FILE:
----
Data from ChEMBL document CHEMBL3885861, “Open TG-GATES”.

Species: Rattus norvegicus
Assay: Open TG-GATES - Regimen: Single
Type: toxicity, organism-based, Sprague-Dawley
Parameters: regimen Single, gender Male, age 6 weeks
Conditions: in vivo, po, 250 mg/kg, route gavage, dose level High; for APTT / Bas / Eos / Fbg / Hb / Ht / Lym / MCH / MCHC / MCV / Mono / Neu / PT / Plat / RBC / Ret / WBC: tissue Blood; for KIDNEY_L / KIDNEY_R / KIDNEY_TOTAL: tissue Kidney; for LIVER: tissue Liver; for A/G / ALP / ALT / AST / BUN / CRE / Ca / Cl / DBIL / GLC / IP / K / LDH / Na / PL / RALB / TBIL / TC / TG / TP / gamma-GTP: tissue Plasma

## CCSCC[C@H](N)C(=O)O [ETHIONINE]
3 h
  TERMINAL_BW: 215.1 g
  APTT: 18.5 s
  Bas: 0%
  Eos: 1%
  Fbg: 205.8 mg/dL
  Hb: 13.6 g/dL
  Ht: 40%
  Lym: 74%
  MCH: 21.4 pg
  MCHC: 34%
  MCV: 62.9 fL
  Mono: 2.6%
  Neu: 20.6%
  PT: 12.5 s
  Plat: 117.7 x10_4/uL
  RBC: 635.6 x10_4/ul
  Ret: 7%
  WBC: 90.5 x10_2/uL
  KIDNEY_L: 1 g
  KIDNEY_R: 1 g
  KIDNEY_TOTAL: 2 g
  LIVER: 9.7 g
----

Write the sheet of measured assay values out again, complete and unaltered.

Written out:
Data from ChEMBL document CHEMBL3885861, “Open TG-GATES”.

Species: Rattus norvegicus
Assay: Open TG-GATES - Regimen: Single
Type: toxicity, organism-based, Sprague-Dawley
Parameters: regimen Single, gender Male, age 6 weeks
Conditions: in vivo, po, 250 mg/kg, route gavage, dose level High; for APTT / Bas / Eos / Fbg / Hb / Ht / Lym / MCH / MCHC / MCV / Mono / Neu / PT / Plat / RBC / Ret / WBC: tissue Blood; for KIDNEY_L / KIDNEY_R / KIDNEY_TOTAL: tissue Kidney; for LIVER: tissue Liver; for A/G / ALP / ALT / AST / BUN / CRE / Ca / Cl / DBIL / GLC / IP / K / LDH / Na / PL / RALB / TBIL / TC / TG / TP / gamma-GTP: tissue Plasma

## CCSCC[C@H](N)C(=O)O [ETHIONINE]
3 h
  TERMINAL_BW: 215.1 g
  APTT: 18.5 s
  Bas: 0%
  Eos: 1%
  Fbg: 205.8 mg/dL
  Hb: 13.6 g/dL
  Ht: 40%
  Lym: 74%
  MCH: 21.4 pg
  MCHC: 34%
  MCV: 62.9 fL
  Mono: 2.6%
  Neu: 20.6%
  PT: 12.5 s
  Plat: 117.7 x10_4/uL
  RBC: 635.6 x10_4/ul
  Ret: 7%
  WBC: 90.5 x10_2/uL
  KIDNEY_L: 1 g
  KIDNEY_R: 1 g
  KIDNEY_TOTAL: 2 g
  LIVER: 9.7 g